One of the most critical areas for refineries to manage from an environmental compliance and safety perspective is the Amine Treating Unit (ATU) which is often a part of the Sulfur Recovery Unit (SRU) and the Tail Gas Treating Unit (TGTU) (Figure 1). The TGTU is designed to convert sulfur compounds into hydrogen sulfide (H2S) that were not initially converted. The H2S created in the TGTU is then reprocessed by the SRU. The SRU tail gas is then heated and sent to a catalytic reactor, where it is cooled and sent to the absorber column in the ATU where amine removes the H2S and some CO2. It is during this process (the Amine Treating Process) and succeeding processes that many corrosion/erosion events occur which can cause setbacks in asset integrity planning.
Figure 1: SRU & Tail Gas Treating Unit
During the Amine Treating process, the “sour” gas (H2S or CO2 “rich”) counter flows the clean (“lean”) amine liquid and absorbs the gases. In this continuous cycle, corrosion may occur due to high Heat Stable Amine Salts (HSAS) that form over time. In addition to this mechanical erosion damage, other areas may “flash” gases due to pressure drops and cause severe, highly localized piping wall loss. As suggested in industry Recommended Practice API 571, HSAS above two wt.% may cause high corrosion rates, and depending on velocity, this may occur at lower concentrations and higher flow rates.
In the following case study, corrosion occurred due to the design of a nozzle in the horizontal position of the exchanger. It was found that the design of a nozzle in the horizontal position of the exchanger causes turbulence (eddy’s) that increases the corrosion rate in specific areas.
Figure 2: Piping & instrumentation Diagram with Affected Areas Highlighted
Due to the intermittent nature of this erosion-corrosion damage mechanism, achieving a reliable corrosion rate and zeroing in on the most likely affected locations, was challenging. After years of repeated manual ultrasonic thickness inspection at different intervals with limited success (leaks and unexpected downtime occurred), the asset owner decided to go in a different direction. Instead of using a periodic manual inspection approach, the owner decided to turn to ultrasonic (UT) sensors to monitor the damage.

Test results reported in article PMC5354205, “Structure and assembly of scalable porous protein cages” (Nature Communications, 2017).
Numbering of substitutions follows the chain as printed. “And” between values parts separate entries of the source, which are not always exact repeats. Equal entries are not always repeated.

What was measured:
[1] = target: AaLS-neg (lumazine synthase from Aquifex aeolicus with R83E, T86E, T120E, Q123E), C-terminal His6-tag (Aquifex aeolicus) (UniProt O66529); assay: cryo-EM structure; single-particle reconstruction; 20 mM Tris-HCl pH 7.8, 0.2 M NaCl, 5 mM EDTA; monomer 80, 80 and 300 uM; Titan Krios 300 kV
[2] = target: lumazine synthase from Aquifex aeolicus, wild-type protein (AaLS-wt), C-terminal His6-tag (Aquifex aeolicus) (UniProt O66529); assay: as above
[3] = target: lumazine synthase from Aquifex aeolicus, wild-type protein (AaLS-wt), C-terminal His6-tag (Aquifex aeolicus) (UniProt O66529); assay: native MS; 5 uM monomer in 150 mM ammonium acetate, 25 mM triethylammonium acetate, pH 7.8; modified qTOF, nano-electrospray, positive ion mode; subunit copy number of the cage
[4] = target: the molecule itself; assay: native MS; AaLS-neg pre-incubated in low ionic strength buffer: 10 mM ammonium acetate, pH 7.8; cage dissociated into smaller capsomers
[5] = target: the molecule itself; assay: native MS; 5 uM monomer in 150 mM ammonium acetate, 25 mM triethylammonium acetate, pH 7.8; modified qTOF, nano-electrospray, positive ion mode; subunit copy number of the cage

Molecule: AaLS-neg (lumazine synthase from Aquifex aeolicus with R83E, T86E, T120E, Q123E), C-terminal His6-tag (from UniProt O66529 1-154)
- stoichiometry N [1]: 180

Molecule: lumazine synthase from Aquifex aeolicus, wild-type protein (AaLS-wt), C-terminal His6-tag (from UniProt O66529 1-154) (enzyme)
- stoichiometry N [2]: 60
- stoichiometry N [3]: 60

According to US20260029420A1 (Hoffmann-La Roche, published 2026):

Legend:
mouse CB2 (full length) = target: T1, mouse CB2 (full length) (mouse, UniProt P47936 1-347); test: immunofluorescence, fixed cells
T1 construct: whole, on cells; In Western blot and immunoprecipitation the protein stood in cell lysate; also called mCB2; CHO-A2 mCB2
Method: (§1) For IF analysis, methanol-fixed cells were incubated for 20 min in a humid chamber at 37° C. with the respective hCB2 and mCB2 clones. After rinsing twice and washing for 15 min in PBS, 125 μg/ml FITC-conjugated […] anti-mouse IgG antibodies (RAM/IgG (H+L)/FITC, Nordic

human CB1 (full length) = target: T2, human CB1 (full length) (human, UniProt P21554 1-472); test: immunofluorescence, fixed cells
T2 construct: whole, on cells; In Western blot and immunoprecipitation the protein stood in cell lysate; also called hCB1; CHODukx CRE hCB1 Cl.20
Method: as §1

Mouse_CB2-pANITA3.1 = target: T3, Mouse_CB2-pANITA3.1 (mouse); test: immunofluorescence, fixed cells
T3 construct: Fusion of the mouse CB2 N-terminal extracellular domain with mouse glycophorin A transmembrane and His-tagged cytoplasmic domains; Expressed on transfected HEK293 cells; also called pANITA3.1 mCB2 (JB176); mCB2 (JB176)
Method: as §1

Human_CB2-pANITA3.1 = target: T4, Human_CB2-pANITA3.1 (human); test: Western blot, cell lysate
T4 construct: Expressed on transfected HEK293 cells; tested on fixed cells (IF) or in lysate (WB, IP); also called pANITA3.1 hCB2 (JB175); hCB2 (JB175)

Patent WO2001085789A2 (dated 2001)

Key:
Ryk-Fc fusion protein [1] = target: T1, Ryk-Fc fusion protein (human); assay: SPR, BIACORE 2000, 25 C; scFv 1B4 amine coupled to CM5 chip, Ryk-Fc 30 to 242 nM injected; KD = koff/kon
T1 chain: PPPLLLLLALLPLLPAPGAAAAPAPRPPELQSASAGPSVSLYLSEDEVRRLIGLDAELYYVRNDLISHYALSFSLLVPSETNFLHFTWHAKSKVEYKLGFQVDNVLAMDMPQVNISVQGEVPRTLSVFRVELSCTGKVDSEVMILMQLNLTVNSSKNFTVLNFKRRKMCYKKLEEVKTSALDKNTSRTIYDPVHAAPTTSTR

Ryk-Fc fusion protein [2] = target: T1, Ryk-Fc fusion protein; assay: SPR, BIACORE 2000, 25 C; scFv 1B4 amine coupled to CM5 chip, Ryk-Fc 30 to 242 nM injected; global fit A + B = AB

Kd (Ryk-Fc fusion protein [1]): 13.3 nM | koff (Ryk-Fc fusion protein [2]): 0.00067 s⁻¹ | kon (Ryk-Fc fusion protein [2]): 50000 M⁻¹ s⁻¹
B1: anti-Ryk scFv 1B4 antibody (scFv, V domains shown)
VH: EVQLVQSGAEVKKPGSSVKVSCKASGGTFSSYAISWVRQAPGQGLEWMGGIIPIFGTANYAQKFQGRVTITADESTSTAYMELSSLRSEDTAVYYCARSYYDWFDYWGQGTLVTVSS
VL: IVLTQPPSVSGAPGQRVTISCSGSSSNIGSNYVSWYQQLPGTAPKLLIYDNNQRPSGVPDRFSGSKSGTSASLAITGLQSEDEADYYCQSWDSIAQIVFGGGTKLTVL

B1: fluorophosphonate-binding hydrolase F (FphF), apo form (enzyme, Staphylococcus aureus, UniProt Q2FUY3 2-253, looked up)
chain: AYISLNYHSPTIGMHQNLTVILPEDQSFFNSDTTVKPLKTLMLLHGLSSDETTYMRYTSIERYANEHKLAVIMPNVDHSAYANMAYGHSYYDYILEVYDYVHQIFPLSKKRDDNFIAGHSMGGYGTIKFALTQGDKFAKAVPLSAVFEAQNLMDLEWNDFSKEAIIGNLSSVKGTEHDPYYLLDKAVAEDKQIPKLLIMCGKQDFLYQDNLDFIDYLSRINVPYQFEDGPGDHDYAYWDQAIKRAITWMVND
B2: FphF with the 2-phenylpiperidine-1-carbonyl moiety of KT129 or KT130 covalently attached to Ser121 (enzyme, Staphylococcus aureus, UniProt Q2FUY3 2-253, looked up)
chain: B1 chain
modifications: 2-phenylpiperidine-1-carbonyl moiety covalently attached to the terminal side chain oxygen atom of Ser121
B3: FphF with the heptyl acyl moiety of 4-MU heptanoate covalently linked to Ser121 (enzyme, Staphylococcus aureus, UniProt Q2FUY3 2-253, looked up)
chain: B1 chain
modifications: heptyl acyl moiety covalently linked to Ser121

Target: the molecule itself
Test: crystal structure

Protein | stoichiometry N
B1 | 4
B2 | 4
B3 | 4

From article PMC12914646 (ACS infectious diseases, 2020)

The asset owner, using the help of the inspection, corrosion, and operations teams, mapped out the most likely areas of concern and performed baseline screening to identify sensor locations. Then by temporarily using automated, wireless, battery-operated UT sensors, the owner programmed reading intervals for the sensors to take daily wall-thickness measurements. The measurements were then plotted over time to show the corrosion rate of the asset.
Figure 3: Upper graph: Thickness data (Y-axis) collected over twelve months (x-axis). The lower graph shows the Ultrasonic waveform to make precise (+/1 .001″) thickness readings from the sensor
Within one month of installing wireless UT sensors, the asset owner was able to accurately trend their asset’s corrosion rate. The installed sensor accurately captured the asset damage within .001”. Then with the help of the operations and corrosion teams, the asset owner tweaked process parameters to remediate/reduce the corrosion at this location of the unit. See to the right in Figure 4, a picture of one of the wireless UT sensors.
Before installing microPIMS® there were over six unplanned outages over a 15-year period traced to this issue at an estimated $12M in maintenance cost and $200M in downtime. A $40K investment in a microPIMS® starter kit yielded an ROI of 98% and a payback period of fewer than three months. The ability to trend and remediate the corrosion rate for the tail gas unit allowed the asset owner to safely operate the unit for an estimated 4.62 additional years saving maintenance activities for this unit an estimated $4.8M.
Figure 4: Wireless UT Sensor
In addition, the rest of the site benefits from the long-range wireless infrastructure investment and the placement of sensors across the entire facility. By scaling this strategy across their facility, this refiner expects to expand their digital asset integrity and monitoring program to save millions of maintenance dollars annually.
Sensor Networks Inc. (SNI) is a U.S.-based technology company that specializes in Non-destructive testing (NDT). With dozens of experts and over a hundred years of combined NDT experience, SNI helps customers inspect their assets safely and cost-effectively. SNI has a hands-on approach and individualizes every customer experience.